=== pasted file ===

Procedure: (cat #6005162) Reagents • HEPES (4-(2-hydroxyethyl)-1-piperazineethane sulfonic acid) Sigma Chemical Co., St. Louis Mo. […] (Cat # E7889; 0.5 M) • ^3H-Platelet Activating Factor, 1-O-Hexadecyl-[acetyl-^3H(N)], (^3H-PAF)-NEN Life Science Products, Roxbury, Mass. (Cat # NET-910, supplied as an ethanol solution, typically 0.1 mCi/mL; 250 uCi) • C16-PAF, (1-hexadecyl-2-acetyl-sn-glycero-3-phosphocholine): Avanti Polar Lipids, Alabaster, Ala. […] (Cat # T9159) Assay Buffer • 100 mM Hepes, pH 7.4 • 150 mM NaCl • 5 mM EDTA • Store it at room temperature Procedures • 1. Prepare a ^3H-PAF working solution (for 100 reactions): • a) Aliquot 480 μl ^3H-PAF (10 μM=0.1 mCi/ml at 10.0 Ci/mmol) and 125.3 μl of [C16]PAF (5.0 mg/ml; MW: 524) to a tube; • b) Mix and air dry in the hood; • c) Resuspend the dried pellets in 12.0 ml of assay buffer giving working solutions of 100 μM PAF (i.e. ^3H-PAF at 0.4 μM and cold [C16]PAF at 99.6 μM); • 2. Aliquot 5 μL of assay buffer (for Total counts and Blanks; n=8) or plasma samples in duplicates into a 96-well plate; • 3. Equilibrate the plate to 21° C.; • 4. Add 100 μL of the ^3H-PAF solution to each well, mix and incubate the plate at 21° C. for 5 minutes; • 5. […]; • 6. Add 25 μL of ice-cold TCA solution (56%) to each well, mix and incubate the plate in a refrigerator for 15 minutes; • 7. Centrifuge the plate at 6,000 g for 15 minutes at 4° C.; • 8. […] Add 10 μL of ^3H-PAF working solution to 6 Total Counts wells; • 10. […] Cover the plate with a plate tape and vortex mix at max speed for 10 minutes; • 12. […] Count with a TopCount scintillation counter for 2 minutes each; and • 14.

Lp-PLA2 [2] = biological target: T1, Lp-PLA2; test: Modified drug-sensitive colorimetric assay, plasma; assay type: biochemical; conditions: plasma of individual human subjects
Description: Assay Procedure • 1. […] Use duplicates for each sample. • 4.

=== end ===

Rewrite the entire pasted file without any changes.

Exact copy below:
Procedure: (cat #6005162) Reagents • HEPES (4-(2-hydroxyethyl)-1-piperazineethane sulfonic acid) Sigma Chemical Co., St. Louis Mo. […] (Cat # E7889; 0.5 M) • ^3H-Platelet Activating Factor, 1-O-Hexadecyl-[acetyl-^3H(N)], (^3H-PAF)-NEN Life Science Products, Roxbury, Mass. (Cat # NET-910, supplied as an ethanol solution, typically 0.1 mCi/mL; 250 uCi) • C16-PAF, (1-hexadecyl-2-acetyl-sn-glycero-3-phosphocholine): Avanti Polar Lipids, Alabaster, Ala. […] (Cat # T9159) Assay Buffer • 100 mM Hepes, pH 7.4 • 150 mM NaCl • 5 mM EDTA • Store it at room temperature Procedures • 1. Prepare a ^3H-PAF working solution (for 100 reactions): • a) Aliquot 480 μl ^3H-PAF (10 μM=0.1 mCi/ml at 10.0 Ci/mmol) and 125.3 μl of [C16]PAF (5.0 mg/ml; MW: 524) to a tube; • b) Mix and air dry in the hood; • c) Resuspend the dried pellets in 12.0 ml of assay buffer giving working solutions of 100 μM PAF (i.e. ^3H-PAF at 0.4 μM and cold [C16]PAF at 99.6 μM); • 2. Aliquot 5 μL of assay buffer (for Total counts and Blanks; n=8) or plasma samples in duplicates into a 96-well plate; • 3. Equilibrate the plate to 21° C.; • 4. Add 100 μL of the ^3H-PAF solution to each well, mix and incubate the plate at 21° C. for 5 minutes; • 5. […]; • 6. Add 25 μL of ice-cold TCA solution (56%) to each well, mix and incubate the plate in a refrigerator for 15 minutes; • 7. Centrifuge the plate at 6,000 g for 15 minutes at 4° C.; • 8. […] Add 10 μL of ^3H-PAF working solution to 6 Total Counts wells; • 10. […] Cover the plate with a plate tape and vortex mix at max speed for 10 minutes; • 12. […] Count with a TopCount scintillation counter for 2 minutes each; and • 14.

Lp-PLA2 [2] = biological target: T1, Lp-PLA2; test: Modified drug-sensitive colorimetric assay, plasma; assay type: biochemical; conditions: plasma of individual human subjects
Description: Assay Procedure • 1. […] Use duplicates for each sample. • 4.